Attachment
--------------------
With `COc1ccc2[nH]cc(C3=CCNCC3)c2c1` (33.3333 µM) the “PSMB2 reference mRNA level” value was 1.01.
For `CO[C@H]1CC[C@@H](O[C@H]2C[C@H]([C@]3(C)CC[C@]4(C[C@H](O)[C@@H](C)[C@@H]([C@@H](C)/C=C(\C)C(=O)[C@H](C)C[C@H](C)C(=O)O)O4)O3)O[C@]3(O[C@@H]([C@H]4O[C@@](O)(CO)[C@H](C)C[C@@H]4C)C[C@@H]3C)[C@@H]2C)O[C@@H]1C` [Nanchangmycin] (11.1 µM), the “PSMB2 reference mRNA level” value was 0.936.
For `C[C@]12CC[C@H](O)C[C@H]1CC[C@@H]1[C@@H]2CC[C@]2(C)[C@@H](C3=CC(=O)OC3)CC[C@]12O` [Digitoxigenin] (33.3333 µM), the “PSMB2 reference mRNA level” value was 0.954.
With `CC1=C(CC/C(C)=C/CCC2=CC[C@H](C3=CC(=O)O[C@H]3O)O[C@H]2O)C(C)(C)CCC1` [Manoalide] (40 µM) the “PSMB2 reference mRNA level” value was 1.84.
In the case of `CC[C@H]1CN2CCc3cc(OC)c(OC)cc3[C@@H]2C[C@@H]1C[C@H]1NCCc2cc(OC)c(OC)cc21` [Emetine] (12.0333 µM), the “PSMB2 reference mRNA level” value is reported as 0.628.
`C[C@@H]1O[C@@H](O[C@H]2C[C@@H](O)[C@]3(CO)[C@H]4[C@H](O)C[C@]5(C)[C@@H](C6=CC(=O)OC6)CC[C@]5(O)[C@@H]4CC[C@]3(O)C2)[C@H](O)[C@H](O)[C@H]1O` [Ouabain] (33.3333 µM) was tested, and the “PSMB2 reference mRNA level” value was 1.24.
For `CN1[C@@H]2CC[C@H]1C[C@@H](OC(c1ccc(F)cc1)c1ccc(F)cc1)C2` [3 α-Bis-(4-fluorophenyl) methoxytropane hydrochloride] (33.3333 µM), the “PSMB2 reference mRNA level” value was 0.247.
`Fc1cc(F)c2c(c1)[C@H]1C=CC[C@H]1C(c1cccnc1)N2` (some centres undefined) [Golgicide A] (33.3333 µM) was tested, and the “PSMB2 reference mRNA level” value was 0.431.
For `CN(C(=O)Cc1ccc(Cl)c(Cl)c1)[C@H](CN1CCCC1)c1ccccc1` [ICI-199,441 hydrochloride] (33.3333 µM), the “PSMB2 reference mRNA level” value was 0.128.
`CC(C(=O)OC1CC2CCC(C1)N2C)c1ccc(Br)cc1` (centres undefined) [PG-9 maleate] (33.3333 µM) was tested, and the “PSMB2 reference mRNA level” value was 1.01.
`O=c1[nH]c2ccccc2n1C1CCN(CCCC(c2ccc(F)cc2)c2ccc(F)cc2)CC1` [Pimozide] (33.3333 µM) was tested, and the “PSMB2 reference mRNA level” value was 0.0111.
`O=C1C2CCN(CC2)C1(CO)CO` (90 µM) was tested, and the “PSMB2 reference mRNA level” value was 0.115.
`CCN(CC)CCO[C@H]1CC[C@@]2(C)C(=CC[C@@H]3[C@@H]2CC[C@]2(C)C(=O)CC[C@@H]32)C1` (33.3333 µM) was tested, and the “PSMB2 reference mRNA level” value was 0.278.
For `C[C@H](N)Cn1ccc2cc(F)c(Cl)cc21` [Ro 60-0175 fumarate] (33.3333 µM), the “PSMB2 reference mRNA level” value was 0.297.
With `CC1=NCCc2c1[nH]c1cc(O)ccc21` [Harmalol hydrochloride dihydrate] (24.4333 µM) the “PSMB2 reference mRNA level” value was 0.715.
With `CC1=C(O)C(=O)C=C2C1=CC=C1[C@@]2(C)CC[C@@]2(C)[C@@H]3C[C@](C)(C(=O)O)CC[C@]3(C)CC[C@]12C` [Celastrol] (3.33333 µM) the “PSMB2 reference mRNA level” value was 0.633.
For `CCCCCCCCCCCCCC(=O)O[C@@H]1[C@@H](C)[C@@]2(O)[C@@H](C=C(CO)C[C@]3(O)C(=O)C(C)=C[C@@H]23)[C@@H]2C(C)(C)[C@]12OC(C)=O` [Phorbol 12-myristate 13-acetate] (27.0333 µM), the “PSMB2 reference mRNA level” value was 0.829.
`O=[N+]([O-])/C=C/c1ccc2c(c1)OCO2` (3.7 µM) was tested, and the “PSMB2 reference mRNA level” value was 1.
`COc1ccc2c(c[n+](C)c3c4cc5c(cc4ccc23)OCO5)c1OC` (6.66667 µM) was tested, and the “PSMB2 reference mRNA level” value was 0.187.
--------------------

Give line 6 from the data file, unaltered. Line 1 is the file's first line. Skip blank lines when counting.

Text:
`C[C@@H]1O[C@@H](O[C@H]2C[C@@H](O)[C@]3(CO)[C@H]4[C@H](O)C[C@]5(C)[C@@H](C6=CC(=O)OC6)CC[C@]5(O)[C@@H]4CC[C@]3(O)C2)[C@H](O)[C@H](O)[C@H]1O` [Ouabain] (33.3333 µM) was tested, and the “PSMB2 reference mRNA level” value was 1.24.